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For more than 30 years, John Kiesewetter has been the source for information about all things in local media – comings and goings, local people appearing on the big or small screen, special programs, and much more.Local media is still his beat and he’s bringing his interest, curiosity, contacts and unique style to Cincinnati Public Radio and 91.7 WVXU.Contact John at johnkiese@yahoo.com.

Happy Birthday To WKRC-TV

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John Kiesewetter
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WKRC-TV tower next to studios at 1906 Highland Avenue in Mount Auburn

Happy birthday to WKRC-TV, which began broadcasting on April 4, 1949 from the Taft family's old Cincinnati Times-Star building built at 800 Broadway (now a Hamilton County courts building).

Local 12 – or Tall 12 as it was called in the 1960s – actually started on Channel 11.  It moved to Channel 12 on Oct. 20, 1952, after the federal government re-allocated the nation's TV stations.

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Credit John Kiesewetter collection
WKRC-TV advertisement in 1949 Cincinnati Gardens program

Taft Broadcasting's flagship TV station signed on six weeks after the opening of Cincinnati Gardens on Feb. 22. And it arrived 14 months after Crosley Broadcasting, Cincinnati's technology leader, had started WLWT-TV, the city's first TV station on Feb. 9, 1948, on Channel 4.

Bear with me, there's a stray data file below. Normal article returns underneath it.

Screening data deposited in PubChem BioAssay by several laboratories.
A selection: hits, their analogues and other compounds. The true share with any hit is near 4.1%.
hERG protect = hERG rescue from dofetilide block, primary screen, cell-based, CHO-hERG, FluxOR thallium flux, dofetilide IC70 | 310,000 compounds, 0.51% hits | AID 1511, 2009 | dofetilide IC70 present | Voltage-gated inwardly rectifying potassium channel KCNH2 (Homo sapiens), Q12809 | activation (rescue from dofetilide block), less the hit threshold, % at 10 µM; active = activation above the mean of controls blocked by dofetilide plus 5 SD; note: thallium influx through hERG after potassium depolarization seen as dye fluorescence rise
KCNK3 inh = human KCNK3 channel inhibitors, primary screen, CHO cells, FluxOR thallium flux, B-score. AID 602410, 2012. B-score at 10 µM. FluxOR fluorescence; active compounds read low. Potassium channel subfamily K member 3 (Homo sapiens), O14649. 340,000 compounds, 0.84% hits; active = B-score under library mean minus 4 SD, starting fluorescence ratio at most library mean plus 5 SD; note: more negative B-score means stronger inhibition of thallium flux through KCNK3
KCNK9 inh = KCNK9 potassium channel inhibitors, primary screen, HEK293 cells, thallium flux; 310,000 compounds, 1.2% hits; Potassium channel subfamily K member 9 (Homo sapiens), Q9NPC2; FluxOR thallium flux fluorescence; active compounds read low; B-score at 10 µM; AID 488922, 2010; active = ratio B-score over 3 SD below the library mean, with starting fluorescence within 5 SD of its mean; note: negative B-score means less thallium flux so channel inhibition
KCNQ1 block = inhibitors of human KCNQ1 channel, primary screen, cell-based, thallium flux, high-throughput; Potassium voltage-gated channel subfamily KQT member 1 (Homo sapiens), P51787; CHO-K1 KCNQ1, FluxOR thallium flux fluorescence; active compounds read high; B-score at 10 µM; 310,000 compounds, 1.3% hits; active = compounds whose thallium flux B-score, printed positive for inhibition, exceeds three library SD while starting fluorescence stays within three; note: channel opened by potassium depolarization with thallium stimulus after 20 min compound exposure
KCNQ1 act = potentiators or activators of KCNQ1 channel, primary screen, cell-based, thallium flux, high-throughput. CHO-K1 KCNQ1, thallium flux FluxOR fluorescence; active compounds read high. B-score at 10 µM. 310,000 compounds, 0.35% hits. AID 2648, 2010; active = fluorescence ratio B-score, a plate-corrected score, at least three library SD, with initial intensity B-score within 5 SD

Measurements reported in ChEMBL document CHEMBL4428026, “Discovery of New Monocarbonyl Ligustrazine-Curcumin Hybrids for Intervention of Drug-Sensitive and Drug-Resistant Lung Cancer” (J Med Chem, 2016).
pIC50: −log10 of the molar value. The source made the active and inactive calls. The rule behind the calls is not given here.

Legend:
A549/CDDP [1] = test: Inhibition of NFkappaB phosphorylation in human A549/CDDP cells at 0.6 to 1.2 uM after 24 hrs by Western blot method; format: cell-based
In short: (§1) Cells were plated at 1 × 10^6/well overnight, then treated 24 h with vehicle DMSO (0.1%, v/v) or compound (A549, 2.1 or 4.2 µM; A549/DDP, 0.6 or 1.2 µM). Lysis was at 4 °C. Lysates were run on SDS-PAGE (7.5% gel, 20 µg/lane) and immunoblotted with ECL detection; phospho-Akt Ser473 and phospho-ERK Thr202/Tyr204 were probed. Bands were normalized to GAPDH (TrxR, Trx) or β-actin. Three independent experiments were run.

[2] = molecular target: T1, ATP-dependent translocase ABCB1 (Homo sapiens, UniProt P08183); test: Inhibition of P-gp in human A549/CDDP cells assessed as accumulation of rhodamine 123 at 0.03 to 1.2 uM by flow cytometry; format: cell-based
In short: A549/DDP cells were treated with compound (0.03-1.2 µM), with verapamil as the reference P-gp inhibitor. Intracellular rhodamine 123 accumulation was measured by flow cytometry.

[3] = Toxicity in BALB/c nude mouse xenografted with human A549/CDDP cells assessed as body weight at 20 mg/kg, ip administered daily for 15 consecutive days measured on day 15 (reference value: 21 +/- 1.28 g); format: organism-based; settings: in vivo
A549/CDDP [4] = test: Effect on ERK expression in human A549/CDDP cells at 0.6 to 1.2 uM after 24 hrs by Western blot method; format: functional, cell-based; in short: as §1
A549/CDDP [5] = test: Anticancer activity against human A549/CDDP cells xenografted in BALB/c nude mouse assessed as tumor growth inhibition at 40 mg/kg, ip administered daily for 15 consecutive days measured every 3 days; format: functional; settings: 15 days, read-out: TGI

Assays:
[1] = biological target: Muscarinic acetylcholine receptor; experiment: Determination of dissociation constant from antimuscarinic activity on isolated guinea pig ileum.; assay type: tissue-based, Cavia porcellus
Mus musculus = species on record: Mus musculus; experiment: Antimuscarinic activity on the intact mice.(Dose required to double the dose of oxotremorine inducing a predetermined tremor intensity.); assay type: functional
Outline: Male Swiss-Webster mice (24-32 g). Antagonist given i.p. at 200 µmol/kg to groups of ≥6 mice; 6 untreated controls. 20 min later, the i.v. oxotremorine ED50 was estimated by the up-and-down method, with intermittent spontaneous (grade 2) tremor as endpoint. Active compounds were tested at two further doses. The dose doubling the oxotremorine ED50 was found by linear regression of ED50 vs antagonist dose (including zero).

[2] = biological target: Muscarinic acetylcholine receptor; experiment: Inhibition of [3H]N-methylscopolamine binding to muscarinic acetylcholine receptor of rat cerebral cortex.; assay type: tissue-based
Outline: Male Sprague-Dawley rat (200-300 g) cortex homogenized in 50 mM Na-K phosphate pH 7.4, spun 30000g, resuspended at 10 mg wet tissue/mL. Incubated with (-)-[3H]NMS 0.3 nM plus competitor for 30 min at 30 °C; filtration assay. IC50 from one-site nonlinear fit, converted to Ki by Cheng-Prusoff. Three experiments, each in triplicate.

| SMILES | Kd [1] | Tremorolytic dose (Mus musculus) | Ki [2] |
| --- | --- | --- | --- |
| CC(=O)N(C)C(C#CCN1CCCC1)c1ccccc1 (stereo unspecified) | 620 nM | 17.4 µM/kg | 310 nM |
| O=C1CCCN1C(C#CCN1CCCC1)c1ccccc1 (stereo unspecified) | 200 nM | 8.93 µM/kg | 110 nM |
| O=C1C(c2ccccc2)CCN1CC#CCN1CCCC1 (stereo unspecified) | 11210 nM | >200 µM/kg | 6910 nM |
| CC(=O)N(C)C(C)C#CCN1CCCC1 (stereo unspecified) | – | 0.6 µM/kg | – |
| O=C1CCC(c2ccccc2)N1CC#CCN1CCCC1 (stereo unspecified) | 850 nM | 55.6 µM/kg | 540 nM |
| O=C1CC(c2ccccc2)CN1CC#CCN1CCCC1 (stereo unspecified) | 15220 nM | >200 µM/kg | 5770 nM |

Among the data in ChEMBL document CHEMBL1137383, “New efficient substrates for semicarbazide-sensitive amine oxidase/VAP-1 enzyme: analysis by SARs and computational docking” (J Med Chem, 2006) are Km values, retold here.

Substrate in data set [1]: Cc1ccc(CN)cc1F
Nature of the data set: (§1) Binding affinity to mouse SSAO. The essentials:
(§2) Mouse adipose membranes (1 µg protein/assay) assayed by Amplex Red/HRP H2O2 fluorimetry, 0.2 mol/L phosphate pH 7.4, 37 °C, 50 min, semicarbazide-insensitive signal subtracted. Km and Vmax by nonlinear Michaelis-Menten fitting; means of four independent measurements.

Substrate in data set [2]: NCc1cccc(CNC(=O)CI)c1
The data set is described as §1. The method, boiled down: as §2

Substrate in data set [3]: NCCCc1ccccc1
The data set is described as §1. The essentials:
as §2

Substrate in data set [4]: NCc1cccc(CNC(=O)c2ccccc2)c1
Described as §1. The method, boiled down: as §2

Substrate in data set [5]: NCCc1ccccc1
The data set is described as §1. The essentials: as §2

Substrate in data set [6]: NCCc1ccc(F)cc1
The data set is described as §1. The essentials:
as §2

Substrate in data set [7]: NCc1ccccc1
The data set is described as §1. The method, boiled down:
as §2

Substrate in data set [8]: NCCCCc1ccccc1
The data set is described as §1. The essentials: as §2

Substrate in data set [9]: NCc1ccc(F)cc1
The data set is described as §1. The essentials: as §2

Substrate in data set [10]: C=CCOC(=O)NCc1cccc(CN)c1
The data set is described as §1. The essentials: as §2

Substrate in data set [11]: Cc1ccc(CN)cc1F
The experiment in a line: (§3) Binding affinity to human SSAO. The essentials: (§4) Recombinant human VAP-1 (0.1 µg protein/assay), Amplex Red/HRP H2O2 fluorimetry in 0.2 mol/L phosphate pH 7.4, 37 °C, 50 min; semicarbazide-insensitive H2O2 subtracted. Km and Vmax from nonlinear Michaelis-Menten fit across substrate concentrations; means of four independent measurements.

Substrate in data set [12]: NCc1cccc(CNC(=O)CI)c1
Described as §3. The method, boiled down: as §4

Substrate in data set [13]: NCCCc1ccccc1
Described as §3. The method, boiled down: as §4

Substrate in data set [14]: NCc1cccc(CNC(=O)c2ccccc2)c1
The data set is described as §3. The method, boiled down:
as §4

By the time Taft's WKRC-TV hit the airwaves, Crosley Broadcasting already had televised the first Reds game, UC football game, variety show, weather forecast, religious service, boxing and wrestling matches, and professional basketball game (the Harlem Globetrotters from Music Hall Arena). In fact, all of those first were done as experimental W8XCT, before WLWT began commercial operation in 1948.

WKRC-TV's early stars included comedian Soupy Hines, later known as Soupy Sales, and Rod Serling, who wrote a live drama series called "The Storm" in 1951-52 while working for rival WLWT-TV. 

Channel 12 also aired the "Skipper Ryle" children's show starring Glenn Ryle; Dennis Wholey's daytime talk show produced by future Fox News President Roger Ailes; "P.M. Magazine" with hosts Jerry Thomas and Joyce Wise; Nick Clooney's TV variety show in the early 1970s; and Ira Joe Fisher's variety/talk show in the 1980s.

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Credit ABC Television
Weatherman Ira Joe Fisher

A few years after his variety show, Clooney returned to Channel 12 as news anchor, and led Channel 12's "Eyewitness News" to first place, beating WCPO-TV's legendary Al Schottelkotte.

Familiar faces from Channel 12's news include Tim Hedrick, Dennis Janson, Ira Joe Fisher, Steve Horstmeyer, Edie Magnus, Walt Maher, Kit Andrews, Bob Jones, Bev White, Ken Anderson, Ken Broo, Tim Bray, George Ciccarone, Howard Ain, Rich Jaffe, Mary Krutko, Donn Burrows, Randy Little and  former Miss Ohio Pam Rigas.

Taft Broadcasting in the 1970s also owned Hanna-Barbera Productions ("The Flinstones," "Jetsons," "Smurfs") , WTBN-TV in Colunmbus and built Kings Island.

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Credit John Kiesewetter
Taft family's Cincinnati Times-Star newspaper building at 800 Broadway, now home to Hamilton County courts.